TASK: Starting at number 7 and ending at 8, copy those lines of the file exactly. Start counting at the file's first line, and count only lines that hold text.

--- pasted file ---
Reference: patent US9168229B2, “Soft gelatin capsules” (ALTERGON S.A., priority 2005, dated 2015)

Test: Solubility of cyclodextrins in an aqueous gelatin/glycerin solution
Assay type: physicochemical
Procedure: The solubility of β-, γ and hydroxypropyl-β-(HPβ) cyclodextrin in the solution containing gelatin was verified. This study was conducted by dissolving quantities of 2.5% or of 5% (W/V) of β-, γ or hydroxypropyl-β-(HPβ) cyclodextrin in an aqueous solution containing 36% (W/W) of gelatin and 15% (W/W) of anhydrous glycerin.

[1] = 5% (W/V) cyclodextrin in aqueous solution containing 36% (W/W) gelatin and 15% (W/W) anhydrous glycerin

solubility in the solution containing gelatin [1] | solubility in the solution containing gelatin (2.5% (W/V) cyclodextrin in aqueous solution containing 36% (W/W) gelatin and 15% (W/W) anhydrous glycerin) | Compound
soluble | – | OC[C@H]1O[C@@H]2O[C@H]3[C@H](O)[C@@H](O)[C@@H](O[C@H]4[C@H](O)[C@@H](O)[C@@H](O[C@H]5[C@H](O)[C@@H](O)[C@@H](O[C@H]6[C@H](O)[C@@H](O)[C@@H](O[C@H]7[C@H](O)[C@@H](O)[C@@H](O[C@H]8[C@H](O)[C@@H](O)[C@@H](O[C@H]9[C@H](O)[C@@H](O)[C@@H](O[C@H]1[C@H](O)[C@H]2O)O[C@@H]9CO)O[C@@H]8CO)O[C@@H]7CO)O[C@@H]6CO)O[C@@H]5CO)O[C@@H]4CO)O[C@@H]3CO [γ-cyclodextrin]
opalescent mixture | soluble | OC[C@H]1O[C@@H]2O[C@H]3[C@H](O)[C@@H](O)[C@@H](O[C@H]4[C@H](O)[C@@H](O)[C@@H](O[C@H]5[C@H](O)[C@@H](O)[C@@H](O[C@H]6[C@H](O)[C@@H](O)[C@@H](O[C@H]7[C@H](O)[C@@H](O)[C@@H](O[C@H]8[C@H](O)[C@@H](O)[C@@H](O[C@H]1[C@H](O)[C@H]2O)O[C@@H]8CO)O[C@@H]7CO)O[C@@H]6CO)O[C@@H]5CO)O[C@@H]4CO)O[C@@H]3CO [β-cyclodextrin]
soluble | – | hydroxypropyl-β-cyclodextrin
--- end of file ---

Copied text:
soluble | – | OC[C@H]1O[C@@H]2O[C@H]3[C@H](O)[C@@H](O)[C@@H](O[C@H]4[C@H](O)[C@@H](O)[C@@H](O[C@H]5[C@H](O)[C@@H](O)[C@@H](O[C@H]6[C@H](O)[C@@H](O)[C@@H](O[C@H]7[C@H](O)[C@@H](O)[C@@H](O[C@H]8[C@H](O)[C@@H](O)[C@@H](O[C@H]9[C@H](O)[C@@H](O)[C@@H](O[C@H]1[C@H](O)[C@H]2O)O[C@@H]9CO)O[C@@H]8CO)O[C@@H]7CO)O[C@@H]6CO)O[C@@H]5CO)O[C@@H]4CO)O[C@@H]3CO [γ-cyclodextrin]
opalescent mixture | soluble | OC[C@H]1O[C@@H]2O[C@H]3[C@H](O)[C@@H](O)[C@@H](O[C@H]4[C@H](O)[C@@H](O)[C@@H](O[C@H]5[C@H](O)[C@@H](O)[C@@H](O[C@H]6[C@H](O)[C@@H](O)[C@@H](O[C@H]7[C@H](O)[C@@H](O)[C@@H](O[C@H]8[C@H](O)[C@@H](O)[C@@H](O[C@H]1[C@H](O)[C@H]2O)O[C@@H]8CO)O[C@@H]7CO)O[C@@H]6CO)O[C@@H]5CO)O[C@@H]4CO)O[C@@H]3CO [β-cyclodextrin]